Elton John is right to slag off Dolce and Gabbana. If I had the money to afford their clothes and the lack of taste to want them, I would boycott them too, but seeing as I don’t, and I don’t, it’s largely irrelevant to me personally. What isn’t irrelevant, though, is that the tedious prejudiced idiots of D&G have simply expressed a view that, while particularly odious for punishing gay parents, is representative of something that is quite widely held: people who don’t have kids shouldn’t have kids if they can’t have kids. In other words, IVF is bad.
A lot of people really don’t like the idea of IVF. I am not sure what it is about it that makes it so unpalatable for so many, but I guess it’s something about ‘interfering with nature’ or ‘making Frankenstein babies’. I do like IVF. I think it’s the most amazing thing in the world. And I’ll explain to you why.
We first starting “trying for a baby” – oh god, that awkward, clumsy little phrase, and yet I still years later can’t think of anything better – about five years ago. You try everything. You try measuring cycles. You try eating different foods. You try everything. You’ll do anything. Time passes and it gets worse and worse, that aching feeling inside you that something is wrong.
After a couple of years of trying, you’re allowed by Auntie NHS to find out what’s up, if anything. We went to find out. It was me. “Oligospermia”, it’s called, which essentially means there aren’t enough, and even the ones that are around aren’t particularly good.
I can remember finding out. You remember a lot of rooms and clinics and places you go to where you see sad couples holding hands in hope rather than expectation. You don’t really acknowledge the other people there, but you know you have this same shared dream, and same shared little pain. I was in one of those rooms. But I wasn’t in the room, either. It was a warm day. The blinds were fluttering and breathing by the window. The sun was outside. I just found myself floating out of those windows, right then, right there. It was as if all my dreams ended, right there. Or at least, they could have done.
Twenty years ago, that would be that. There wasn’t the technology to do anything about it. If we did have IVF, it would be with a donor. It would be without part of me. But now there’s a procedure called ICSI which means the sperm can be placed right inside the egg, to fertilise it.
That doesn’t mean, boom, everything is lovely. More clinics. More waiting. More tests. More rooms. More tablets. Waiting. Hours and days and weeks. As a man, you have the easiest of simple jobs, if slightly embarrassing: masturbating into a plastic beaker then handing it over to someone through a hatch. But that’s nothing. My partner has had to go through so much worse. Drugs, drugs and more drugs. Physical pain. Waiting. Going through discomfort on a daily basis to try and get ready for the eggs to ripen. Even then, not knowing if it will work.
More waiting. More tests. More rooms in clinics. More gazing into fish tanks. More waiting to be called. Making tiny lives, tiny potential lives, tiny lives. Will it work… will it work… will it work? No. No, it hasn’t worked. The agony of that floors you, more than you could ever imagine that it would. You know that you have to try, and you know what you were risking when you tried to get there… but that doesn’t stop it from being there, that thing that digs inside of you and makes you fall to your feet, that feeling of failure.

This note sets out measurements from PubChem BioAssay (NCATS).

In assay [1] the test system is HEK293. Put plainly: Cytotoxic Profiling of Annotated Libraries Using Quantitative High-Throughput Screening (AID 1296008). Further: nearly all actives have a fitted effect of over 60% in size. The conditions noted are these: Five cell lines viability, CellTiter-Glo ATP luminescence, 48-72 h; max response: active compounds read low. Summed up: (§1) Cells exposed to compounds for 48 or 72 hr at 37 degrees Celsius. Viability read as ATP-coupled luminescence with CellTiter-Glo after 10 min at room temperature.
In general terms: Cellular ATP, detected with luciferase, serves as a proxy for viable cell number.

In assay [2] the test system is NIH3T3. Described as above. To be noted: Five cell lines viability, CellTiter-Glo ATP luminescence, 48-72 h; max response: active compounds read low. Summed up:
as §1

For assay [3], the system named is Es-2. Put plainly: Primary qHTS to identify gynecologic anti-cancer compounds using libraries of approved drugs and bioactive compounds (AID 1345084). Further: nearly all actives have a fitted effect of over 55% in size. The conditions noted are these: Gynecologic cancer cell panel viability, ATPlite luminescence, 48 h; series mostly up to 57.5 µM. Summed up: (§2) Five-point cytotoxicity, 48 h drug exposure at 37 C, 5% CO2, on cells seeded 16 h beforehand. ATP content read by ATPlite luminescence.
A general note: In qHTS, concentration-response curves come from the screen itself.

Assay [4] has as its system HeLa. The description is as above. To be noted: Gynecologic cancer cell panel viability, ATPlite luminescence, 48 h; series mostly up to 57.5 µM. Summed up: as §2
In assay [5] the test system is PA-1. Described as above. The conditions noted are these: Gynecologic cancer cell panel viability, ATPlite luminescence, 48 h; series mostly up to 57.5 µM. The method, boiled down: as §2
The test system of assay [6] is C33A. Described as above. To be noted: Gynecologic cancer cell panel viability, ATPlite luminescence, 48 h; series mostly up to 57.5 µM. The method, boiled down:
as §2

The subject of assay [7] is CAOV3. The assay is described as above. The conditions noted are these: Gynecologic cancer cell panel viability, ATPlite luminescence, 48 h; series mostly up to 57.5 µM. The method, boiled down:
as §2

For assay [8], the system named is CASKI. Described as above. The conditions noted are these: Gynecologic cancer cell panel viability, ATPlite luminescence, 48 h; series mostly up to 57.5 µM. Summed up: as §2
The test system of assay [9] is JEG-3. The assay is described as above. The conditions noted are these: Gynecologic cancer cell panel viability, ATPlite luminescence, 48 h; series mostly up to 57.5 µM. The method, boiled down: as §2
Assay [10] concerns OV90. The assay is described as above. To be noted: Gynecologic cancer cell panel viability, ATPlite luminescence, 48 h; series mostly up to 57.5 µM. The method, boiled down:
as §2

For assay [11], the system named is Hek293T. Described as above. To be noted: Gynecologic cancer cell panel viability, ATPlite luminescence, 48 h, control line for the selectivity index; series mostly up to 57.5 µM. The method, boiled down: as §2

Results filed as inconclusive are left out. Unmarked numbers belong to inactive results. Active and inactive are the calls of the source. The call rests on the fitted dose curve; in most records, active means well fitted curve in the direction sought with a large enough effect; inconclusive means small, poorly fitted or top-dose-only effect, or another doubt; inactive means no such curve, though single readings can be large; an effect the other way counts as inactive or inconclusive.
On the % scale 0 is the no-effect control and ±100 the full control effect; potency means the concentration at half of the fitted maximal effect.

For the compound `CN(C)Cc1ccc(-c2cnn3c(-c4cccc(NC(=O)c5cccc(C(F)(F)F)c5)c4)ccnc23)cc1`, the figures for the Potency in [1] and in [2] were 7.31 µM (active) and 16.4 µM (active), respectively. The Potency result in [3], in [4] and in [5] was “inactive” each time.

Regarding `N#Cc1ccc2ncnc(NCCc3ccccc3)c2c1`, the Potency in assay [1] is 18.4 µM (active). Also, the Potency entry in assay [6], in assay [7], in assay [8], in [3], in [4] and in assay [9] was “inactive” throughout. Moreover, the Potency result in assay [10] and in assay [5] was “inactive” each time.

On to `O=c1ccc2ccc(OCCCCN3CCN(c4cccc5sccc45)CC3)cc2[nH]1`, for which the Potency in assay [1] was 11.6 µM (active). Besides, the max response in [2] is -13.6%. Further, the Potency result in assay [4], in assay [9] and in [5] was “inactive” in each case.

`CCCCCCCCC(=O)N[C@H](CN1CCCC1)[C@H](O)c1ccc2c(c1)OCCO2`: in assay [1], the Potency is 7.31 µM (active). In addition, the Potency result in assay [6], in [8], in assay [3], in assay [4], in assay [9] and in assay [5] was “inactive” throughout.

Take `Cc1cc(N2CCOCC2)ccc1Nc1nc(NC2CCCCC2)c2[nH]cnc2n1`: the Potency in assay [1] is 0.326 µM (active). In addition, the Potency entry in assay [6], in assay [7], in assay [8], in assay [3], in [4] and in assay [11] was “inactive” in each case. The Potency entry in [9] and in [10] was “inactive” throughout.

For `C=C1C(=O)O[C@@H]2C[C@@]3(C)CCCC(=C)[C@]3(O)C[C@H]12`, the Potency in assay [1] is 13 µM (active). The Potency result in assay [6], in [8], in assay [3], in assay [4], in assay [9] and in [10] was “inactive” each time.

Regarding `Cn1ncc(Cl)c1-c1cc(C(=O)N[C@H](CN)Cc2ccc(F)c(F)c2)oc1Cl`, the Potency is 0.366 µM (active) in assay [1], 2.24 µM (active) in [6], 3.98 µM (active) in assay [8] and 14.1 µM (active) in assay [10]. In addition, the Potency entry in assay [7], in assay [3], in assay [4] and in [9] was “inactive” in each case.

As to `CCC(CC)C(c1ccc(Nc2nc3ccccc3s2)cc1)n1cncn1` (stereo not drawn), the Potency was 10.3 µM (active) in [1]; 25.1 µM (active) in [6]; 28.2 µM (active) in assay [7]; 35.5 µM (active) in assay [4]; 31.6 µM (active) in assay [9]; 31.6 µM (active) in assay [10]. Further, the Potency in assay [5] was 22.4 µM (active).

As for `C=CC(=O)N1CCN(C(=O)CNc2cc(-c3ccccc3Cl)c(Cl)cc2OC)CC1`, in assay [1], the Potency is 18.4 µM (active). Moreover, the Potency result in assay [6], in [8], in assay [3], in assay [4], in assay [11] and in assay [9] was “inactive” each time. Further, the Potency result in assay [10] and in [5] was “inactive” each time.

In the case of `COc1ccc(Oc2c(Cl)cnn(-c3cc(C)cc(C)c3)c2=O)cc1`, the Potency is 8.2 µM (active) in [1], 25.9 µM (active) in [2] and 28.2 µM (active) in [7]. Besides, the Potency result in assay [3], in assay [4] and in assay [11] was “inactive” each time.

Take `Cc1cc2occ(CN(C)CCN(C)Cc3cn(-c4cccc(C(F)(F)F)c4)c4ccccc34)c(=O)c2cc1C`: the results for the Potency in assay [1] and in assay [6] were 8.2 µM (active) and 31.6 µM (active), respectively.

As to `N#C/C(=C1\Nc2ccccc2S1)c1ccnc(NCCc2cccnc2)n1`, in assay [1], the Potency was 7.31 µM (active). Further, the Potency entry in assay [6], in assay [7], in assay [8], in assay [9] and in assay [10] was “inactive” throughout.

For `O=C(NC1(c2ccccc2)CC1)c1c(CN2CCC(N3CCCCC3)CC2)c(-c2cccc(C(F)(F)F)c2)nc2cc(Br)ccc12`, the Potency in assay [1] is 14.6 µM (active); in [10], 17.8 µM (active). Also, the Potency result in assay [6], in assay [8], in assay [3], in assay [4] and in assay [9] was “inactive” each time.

The doubts begin. Maybe they were right, all those voices you heard. Maybe it just isn’t meant to be. Maybe it will all be this way, forever, and that’s something you’re going to have to live with. It’s all the hurt of grief without death, without a coffin to bury, without anything to say goodbye to. As ever, again, for the woman, there is something physical. Something you can see. Something even more difficult, and bloodier.
You go through all that, and you wonder whether you could ever start again. Could you go through that again? For us, it wasn’t just a struggle of the mind, or a test or our emotional selves, but a financial question too. Where we live, you just get one chance on the NHS to make a baby; if you can’t get it right first time, you have to pay – through the nose, in full, several thousand pounds. We are lucky enough to be able to make that choice, challenging though it is to afford it.
Harder than the financial cost, though, is the battle you have to face with yourselves. You don’t realise at first just how much you’re knocked out by the impact of what has happened to you. You made something, and it was alive, and then it wasn’t. You can’t help casting your eyes up to the sky and asking what it was about you that meant you deserved this, or didn’t deserve that other thing, the thing that you wanted so much, but weren’t allowed to have because of circumstances.
I don’t even know how we got the strength to get there, but we tried again. More rooms. More clinics. More appointments. More pain and discomfort and worry. More stress. More waiting for something to go wrong. And then… and then it happens. You don’t believe it at first. You wait for something to change. But it doesn’t change. You see a face. Fingers. You see a tiny person grow. A tiny life that you want to look after more than anything in the world.
I know people believe in the strangeness of ‘nature’ or ‘mother nature’ or ‘god’ or ‘fate’ or whatever, but I don’t. I believe in the magic of the science that has made this possible in my lifetime. Not a synthetic baby, but a baby unlike any other. Ours. Our baby.